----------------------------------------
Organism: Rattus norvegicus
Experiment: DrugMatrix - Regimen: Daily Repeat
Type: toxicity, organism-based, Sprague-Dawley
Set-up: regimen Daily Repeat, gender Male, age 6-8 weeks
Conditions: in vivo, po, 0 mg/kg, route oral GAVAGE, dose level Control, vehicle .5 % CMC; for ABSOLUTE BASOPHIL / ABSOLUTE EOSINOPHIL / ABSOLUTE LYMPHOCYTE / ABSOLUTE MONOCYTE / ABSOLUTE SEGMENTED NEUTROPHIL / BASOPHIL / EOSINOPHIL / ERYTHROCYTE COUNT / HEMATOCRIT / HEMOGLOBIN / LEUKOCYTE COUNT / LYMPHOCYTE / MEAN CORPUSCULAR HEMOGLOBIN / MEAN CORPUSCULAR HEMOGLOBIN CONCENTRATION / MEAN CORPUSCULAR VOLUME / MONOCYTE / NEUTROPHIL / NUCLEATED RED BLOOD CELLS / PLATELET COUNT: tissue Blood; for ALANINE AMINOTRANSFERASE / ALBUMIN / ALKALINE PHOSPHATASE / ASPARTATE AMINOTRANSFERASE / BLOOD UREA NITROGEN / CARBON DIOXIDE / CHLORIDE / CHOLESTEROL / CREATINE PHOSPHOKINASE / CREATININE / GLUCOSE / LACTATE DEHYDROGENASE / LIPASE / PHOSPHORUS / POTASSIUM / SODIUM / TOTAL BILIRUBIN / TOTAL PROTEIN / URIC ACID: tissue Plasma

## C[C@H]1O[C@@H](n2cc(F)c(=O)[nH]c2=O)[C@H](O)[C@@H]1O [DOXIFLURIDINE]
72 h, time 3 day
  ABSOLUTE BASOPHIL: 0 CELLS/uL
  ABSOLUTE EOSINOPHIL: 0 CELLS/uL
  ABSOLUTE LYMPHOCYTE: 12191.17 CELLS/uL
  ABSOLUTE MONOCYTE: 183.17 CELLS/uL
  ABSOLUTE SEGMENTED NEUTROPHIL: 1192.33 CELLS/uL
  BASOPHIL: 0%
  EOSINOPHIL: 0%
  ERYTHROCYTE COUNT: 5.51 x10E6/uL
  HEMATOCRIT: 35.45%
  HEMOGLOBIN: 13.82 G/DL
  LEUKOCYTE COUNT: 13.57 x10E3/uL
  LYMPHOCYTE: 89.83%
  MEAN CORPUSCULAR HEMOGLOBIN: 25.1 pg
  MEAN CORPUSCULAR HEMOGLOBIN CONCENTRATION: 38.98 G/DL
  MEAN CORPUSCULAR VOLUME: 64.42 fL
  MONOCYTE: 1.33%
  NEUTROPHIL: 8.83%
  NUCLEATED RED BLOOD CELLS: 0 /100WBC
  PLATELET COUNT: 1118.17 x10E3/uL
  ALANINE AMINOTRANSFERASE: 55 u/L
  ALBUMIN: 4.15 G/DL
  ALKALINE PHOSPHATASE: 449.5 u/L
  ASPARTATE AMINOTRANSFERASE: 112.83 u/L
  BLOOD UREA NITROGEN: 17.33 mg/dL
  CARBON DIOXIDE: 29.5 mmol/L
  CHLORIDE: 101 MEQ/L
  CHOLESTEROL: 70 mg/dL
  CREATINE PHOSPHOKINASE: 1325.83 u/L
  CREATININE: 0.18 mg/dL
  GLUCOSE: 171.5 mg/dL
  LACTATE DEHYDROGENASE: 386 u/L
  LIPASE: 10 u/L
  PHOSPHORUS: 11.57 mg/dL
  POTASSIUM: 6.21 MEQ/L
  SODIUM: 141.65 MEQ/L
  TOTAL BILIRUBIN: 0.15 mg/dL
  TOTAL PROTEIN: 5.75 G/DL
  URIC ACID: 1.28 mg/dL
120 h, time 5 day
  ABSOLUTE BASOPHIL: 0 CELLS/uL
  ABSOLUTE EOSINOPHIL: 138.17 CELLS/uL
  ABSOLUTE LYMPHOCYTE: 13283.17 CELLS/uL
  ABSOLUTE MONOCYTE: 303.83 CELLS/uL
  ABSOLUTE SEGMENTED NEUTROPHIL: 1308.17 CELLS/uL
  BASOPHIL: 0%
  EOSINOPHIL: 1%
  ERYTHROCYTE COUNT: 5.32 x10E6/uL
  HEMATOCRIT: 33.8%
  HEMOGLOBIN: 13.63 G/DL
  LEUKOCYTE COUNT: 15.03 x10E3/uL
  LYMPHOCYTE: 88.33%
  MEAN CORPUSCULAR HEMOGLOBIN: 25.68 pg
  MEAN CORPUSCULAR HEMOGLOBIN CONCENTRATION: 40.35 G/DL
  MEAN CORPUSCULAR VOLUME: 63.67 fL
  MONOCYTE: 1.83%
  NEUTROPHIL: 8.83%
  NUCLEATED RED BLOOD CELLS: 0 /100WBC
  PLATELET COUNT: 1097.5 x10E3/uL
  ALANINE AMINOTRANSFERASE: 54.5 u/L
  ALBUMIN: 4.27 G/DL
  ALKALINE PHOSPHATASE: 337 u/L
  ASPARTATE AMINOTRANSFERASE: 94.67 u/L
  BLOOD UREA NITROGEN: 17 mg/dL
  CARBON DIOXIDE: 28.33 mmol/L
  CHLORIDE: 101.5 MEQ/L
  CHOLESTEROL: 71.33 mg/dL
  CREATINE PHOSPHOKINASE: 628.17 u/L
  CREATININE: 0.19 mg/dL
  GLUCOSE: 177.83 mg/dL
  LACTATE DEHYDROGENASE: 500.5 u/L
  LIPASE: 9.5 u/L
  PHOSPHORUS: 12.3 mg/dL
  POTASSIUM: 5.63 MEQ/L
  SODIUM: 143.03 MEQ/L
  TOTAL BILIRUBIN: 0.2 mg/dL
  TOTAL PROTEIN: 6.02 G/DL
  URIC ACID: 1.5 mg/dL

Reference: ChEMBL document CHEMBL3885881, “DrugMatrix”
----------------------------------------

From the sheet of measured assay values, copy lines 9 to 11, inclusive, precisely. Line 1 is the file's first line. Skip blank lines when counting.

  ABSOLUTE EOSINOPHIL: 0 CELLS/uL
  ABSOLUTE LYMPHOCYTE: 12191.17 CELLS/uL
  ABSOLUTE MONOCYTE: 183.17 CELLS/uL